|Young, Francis - Frank|
Submitted to: Direct Seeding Intensive Cropping Conference
Publication Type: Proceedings
Publication Acceptance Date: 1/5/1998
Publication Date: N/A
Citation: Interpretive Summary: The major farming practice in the arid and semiarid regions of the PNW is a winter wheat-fallow rotation. This system is characterized by soil erosion, reduced soil quality, high incidence of winter annual grass weeds and diseases. It is thought that continuous no-till spring cropping of cereals will reduce the number of fallow fields, increase residue cover on fields in the summer and fall, increase soil quality, and reduce the potential of wind blown dust. However, there are no current established best management practices for continuous, no-till spring cropping systems. Little information is known on nutrient management strategies, crop varieties, crop planting date and rate, and pest problems associated with dryland spring cropping systems. Therefore, a team of research scientists from four agencies that are supported by Universities, federal agencies, agrobusinesses, commodity groups and growers have begun research to develop pbest management practices for spring cropping systems that will be economically feasible, environmentally sound, and replace the erosive traditional winter wheat-fallow system. This in turn will increase long- term agricultural productivity because of increased air, soil, and water quality.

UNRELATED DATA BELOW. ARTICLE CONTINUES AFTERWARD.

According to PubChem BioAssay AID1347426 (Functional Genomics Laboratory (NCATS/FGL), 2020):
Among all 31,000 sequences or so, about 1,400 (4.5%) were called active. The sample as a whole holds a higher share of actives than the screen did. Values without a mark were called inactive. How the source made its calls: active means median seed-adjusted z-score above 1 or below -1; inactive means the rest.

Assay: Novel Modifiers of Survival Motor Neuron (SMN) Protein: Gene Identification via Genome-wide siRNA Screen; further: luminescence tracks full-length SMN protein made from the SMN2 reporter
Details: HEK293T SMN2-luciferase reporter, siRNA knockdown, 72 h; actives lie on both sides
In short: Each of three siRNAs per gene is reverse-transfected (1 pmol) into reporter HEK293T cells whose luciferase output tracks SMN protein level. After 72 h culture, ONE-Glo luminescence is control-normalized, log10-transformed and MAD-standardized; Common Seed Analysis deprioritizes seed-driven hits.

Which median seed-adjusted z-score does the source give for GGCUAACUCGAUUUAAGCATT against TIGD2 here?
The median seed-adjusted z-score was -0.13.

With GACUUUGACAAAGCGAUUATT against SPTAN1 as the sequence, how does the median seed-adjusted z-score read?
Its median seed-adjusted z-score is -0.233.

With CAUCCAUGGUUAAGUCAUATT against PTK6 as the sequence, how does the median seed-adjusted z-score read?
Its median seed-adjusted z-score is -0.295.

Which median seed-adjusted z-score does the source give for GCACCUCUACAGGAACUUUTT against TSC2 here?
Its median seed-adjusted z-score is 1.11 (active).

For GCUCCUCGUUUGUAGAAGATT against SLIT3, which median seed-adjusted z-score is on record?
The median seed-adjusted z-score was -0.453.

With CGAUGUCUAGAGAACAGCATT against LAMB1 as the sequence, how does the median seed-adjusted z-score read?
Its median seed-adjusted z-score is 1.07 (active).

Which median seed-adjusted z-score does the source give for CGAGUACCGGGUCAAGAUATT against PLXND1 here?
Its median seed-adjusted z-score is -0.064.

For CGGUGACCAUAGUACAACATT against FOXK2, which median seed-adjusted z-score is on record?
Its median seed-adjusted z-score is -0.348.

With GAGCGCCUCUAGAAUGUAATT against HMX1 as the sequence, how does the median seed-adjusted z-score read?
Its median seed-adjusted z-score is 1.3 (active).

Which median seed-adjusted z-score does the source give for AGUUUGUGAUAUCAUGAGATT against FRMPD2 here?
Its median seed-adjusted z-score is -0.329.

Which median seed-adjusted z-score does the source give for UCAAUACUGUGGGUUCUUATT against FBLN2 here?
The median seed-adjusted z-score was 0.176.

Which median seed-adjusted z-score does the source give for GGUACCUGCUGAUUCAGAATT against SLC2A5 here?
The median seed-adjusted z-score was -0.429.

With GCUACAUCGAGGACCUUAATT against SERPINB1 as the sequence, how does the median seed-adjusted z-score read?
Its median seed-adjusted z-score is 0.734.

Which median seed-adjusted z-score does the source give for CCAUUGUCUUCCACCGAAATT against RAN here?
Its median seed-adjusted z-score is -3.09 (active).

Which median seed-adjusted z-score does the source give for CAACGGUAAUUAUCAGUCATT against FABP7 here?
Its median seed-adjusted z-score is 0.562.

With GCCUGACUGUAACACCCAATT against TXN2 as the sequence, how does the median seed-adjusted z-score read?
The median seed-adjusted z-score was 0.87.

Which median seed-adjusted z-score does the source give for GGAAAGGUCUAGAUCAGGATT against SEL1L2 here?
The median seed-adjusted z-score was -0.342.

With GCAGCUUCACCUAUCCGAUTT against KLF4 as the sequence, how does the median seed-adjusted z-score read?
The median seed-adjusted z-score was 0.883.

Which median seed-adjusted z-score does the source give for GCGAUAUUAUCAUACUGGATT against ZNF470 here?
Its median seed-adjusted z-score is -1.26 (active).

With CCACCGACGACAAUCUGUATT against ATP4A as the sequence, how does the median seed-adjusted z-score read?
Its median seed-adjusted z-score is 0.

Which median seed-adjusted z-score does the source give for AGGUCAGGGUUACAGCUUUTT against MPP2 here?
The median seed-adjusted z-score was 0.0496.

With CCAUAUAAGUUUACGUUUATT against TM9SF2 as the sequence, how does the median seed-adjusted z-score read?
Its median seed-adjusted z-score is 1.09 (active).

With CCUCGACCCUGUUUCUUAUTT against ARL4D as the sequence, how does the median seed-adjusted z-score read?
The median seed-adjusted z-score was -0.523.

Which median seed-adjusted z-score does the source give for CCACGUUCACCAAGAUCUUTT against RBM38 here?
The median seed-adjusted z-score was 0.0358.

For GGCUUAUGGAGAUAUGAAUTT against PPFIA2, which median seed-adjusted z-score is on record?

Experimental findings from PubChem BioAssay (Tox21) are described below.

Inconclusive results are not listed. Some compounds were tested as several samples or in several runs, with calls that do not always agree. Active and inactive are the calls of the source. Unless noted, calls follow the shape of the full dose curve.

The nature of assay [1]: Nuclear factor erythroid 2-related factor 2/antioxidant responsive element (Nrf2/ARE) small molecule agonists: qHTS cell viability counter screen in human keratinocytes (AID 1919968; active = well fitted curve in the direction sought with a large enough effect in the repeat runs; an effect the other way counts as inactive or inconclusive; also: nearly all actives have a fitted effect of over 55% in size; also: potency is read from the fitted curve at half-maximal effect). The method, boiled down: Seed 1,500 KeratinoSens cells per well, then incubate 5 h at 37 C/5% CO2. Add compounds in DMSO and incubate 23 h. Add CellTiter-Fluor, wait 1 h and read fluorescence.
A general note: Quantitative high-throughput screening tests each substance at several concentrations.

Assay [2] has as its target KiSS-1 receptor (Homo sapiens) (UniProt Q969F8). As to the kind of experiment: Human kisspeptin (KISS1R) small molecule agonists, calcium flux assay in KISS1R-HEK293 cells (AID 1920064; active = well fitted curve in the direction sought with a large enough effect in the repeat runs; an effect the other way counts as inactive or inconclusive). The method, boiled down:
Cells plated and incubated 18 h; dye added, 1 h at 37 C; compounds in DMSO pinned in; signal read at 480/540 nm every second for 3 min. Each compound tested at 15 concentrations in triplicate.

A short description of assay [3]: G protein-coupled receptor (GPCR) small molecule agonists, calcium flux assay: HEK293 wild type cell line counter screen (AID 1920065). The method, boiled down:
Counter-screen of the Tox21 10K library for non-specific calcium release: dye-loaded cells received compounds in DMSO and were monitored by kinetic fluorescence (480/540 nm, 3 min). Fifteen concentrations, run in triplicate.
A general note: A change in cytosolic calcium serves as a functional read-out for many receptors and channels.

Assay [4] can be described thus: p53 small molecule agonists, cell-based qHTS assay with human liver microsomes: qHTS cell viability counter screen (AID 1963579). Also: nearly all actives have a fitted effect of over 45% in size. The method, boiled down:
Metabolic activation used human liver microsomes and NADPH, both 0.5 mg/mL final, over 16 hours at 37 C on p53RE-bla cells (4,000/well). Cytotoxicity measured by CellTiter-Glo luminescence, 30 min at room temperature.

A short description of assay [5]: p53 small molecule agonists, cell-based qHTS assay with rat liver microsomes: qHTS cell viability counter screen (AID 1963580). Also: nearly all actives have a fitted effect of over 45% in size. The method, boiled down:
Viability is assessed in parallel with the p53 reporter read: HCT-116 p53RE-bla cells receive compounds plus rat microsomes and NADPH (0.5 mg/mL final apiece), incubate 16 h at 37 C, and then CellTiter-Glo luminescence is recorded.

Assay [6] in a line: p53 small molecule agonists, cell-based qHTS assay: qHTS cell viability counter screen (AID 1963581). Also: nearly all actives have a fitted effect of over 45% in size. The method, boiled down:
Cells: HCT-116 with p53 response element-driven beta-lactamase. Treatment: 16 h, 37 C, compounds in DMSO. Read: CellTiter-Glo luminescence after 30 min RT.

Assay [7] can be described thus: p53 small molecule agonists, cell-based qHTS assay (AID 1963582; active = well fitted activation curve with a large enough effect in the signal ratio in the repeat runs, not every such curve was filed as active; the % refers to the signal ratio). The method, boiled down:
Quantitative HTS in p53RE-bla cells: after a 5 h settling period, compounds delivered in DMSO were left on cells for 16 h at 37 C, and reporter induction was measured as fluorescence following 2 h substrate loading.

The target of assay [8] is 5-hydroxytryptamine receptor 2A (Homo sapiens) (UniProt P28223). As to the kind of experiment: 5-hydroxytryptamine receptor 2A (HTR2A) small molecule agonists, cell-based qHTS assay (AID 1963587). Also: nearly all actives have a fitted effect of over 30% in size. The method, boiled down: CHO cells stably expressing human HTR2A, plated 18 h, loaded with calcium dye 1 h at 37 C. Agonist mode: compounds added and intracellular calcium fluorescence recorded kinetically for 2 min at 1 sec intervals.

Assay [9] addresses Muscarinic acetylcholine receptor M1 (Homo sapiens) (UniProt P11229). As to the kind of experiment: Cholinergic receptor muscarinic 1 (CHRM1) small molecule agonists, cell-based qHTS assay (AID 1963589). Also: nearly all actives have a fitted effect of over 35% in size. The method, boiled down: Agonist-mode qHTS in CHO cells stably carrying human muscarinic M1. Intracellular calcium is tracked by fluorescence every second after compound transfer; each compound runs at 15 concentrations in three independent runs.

Technical Abstract: In the fall of 1995 an integrated/multidisciplinary long-term field project was initiated in the 11-inch rainfall area near Ralston, WA. The objective of the study is to develop an economically and environmentally feasible no- till, continuous spring cropping system to replace or supplement the traditional winter wheat-summer fallow system. The multidisciplinary, long-term research project has two components, each with their separate, but coordinated objectives. The first component includes several small satellite studies for determining fertility, pest management, and other agronomic practices for producing specific market classes of spring wheat and spring barley in conservation tillage systems. The main research component is a field-size, long-term integrated spring crop management project with emphasis on spring wheat management. A team of 14 scientists and extension personnel from nine disciplines has been assembled to address sthese interdisciplinary research issues. The second component is a large- scale, five-year field project that will evaluate four cropping systems: a) soft white winter wheat/fallow; b) soft white spring wheat/fallow; c) continuous hard red spring wheat; and d) hard red spring wheat/barley rotation. The soft white wheats have been selected for use in the fallow cropping systems because high soil moisture levels will improve grain yields and lower grain protein contents. Hard red spring wheat was selected for the continuous spring wheat/barley systems to take advantage of elevated protein levels in grain produced under limited moisture. A 20- acre site in the semiarid region has been procured to conduct this field study. Sufficient land is available to grow every crop every year. For most operations, field-size equipment will be used.